- Improving industry standards by identifying systemic failings in the industry: this is beneficial to the community as it minimises the likelihood of negative experiences and potential disputes. This involves the TIO working closely with consumers, service providers and public policy institutions to understand challenges and encourage the implementation of solutions. The TIO achieves this by publishing guidelines to be adopted by service providers (e.g. the Financial Hardship guideline); and
- Reaching out to disadvantaged communities to provide information and support to users: such information is designed to support communities to engage with Australia's telecommunications infrastructure while also understanding and managing the associated financial commitments. A key focus of the TIO in this regard has been to extend its services into indigenous communities, particularly in rural areas where there are significant economic, language and social barriers to access.
The Court ultimately accepted the TIO's submission that "dominant [refers to] that purpose which was the ruling, prevailing, or most influential purpose". Accordingly, the Court rejected the narrow approach presented by the Commissioner. Further, the Court held that the TIO should not be regarded as a regulatory body despite its statutory authority, drawing a distinction between the role of an industry ombudsman and industry regulator.
Whether a purpose is a "charitable purpose" in the sense required under section 48(1) requires consideration of "charitable" under the common law and with reference to its legal meaning given by the Statute of Charitable Uses Act 1601 (the 1601 Act). Only the fourth head of charity, being "purposes beneficial to the community" was available to the TIO on the facts. Accordingly the TIO was required to satisfy the Court that its dominant purpose is to provide a benefit that is enjoyed by a sufficient portion of the community.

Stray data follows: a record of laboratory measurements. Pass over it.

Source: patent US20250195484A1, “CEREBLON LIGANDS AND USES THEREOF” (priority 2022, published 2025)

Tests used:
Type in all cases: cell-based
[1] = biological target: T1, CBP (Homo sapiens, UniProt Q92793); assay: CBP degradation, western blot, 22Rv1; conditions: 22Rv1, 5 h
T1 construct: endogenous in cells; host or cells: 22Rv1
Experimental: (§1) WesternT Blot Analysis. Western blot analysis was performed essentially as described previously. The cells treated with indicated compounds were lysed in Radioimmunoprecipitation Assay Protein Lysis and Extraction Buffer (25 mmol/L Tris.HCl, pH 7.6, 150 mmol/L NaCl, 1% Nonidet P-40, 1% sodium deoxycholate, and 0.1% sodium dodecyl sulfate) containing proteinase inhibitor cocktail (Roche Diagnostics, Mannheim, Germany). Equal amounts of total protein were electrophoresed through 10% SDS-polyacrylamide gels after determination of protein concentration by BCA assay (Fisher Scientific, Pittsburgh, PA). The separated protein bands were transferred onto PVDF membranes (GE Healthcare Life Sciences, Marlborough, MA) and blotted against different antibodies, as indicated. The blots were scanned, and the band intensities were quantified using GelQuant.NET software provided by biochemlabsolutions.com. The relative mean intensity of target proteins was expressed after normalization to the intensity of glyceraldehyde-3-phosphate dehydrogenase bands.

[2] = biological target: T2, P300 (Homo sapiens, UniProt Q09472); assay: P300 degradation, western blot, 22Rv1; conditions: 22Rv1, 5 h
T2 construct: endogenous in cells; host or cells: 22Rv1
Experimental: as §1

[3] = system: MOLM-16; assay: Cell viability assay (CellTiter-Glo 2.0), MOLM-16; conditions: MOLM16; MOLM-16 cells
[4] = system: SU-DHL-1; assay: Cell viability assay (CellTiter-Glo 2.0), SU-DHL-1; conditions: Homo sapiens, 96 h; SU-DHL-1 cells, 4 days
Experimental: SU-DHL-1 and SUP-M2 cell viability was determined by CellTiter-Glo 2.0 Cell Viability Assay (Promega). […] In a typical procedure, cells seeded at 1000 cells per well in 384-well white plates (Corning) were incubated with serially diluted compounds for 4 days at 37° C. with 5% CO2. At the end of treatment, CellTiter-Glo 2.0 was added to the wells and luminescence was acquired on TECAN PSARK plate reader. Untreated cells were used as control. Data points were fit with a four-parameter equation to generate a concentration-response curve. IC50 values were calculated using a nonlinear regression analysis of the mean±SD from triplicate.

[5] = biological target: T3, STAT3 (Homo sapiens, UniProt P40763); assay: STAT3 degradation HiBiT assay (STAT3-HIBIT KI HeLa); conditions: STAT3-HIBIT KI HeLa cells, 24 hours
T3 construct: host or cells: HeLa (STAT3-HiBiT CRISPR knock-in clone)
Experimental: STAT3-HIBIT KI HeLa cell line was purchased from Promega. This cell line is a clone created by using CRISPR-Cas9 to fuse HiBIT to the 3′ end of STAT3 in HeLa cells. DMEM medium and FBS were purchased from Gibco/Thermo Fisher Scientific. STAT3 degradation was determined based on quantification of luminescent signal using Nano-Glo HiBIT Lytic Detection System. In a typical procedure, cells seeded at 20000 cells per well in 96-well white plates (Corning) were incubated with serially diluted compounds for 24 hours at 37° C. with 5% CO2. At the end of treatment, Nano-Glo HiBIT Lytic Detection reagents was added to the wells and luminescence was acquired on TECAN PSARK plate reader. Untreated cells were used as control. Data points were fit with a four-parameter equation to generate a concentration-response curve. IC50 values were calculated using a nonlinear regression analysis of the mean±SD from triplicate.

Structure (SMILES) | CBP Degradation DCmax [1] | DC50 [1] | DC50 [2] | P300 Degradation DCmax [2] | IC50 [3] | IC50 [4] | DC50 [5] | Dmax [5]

TIO's claim was based, in part, on the pervasiveness of the modern telecommunications network (demonstrated by the millions of users within Australia) and the benefits associated with a more empowered and informed consuming public. It also referred to its numerous other objectives and activities, including improving industry standards and community out-reach programs. Despite there being no precedent for the TIO's particular service being regarded as a "charitable purpose" as defined in the common law, the Court held in favour of the TIO.
This decision reflects the Court's acknowledgement that the common law understanding of what is "public" and sufficiently beneficial is a dynamic prospect to be reconsidered in light of changing circumstances.
TIO also submitted that it should not lack a charitable purpose simply by virtue of being a body created under statute or having a corporate structure. The Court supported this view.
Engaged exclusively in charitable work?
Section 48(1) of the Payroll Tax Act clearly refers to wages paid to persons "engaged exclusively in work of a ... charitable ... nature."
Nevertheless, the Court accepted TIO's submissions and held that activities that are not inherently charitable in nature (such as administrative activities) may be imputed with a charitable character if they serve the greater charitable purpose.
This case is a reminder to all organisations and institutions that "charitable purpose" is a dynamic principle that should be reviewed from time to time in light of changing circumstances. It should be understood in a holistic sense, taking into account all relevant objectives and activities.
For this reason, taxpayers are well advised to regularly reassess their activities and the broader circumstances in which they operate in context of the relevant law. Payroll tax exemptions (among others) based on the "charitable purpose" principle actually may be more readily available than historically had been thought.